The beginning of the 1950s was a moment of global upheaval. From India to Morocco, from Guatemala to Indochina, the process of decolonization gained momentum and the Cold War began. Architects working or acting as experts in the non-Western areas of the globe could no longer plan as if sites were terrains vague and people were mute subjects. The end of colonial subjugation and the resulting self-awareness provoked new modernist attitudes and sensibilities—a true shift in thinking about the architecture of the modern city.

The exhibition How architects, experts, politicians, international agencies and citizens negotiate modern planning: Casablanca Chandigarh presents a new history of modern urbanism based on two major experiments in the Global South that took place during this wave of decolonization. It considers anew the relationship between local conditions and the international language of modern architecture, particularly in the context of the political and economic cooperation favoured by the United Nations, the International Monetary Fund, and other international bodies.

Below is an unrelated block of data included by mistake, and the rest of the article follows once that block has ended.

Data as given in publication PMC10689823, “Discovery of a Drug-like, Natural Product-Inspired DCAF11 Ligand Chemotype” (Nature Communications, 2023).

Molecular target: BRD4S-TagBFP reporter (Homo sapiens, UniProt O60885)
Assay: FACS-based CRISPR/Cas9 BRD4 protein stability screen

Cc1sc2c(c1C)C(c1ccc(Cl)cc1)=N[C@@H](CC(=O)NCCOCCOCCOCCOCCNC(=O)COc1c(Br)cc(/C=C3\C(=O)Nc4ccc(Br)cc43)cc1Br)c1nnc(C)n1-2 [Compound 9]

Curators: Tom Avermaete, TU Delft, and Maristella Casciato, CCA.
Exhibition design: Atelier Bow-Wow, Tokyo.
Graphic design: Feed, Montreal.
Photographic commissions: Yto Barrada and Takashi Homma.

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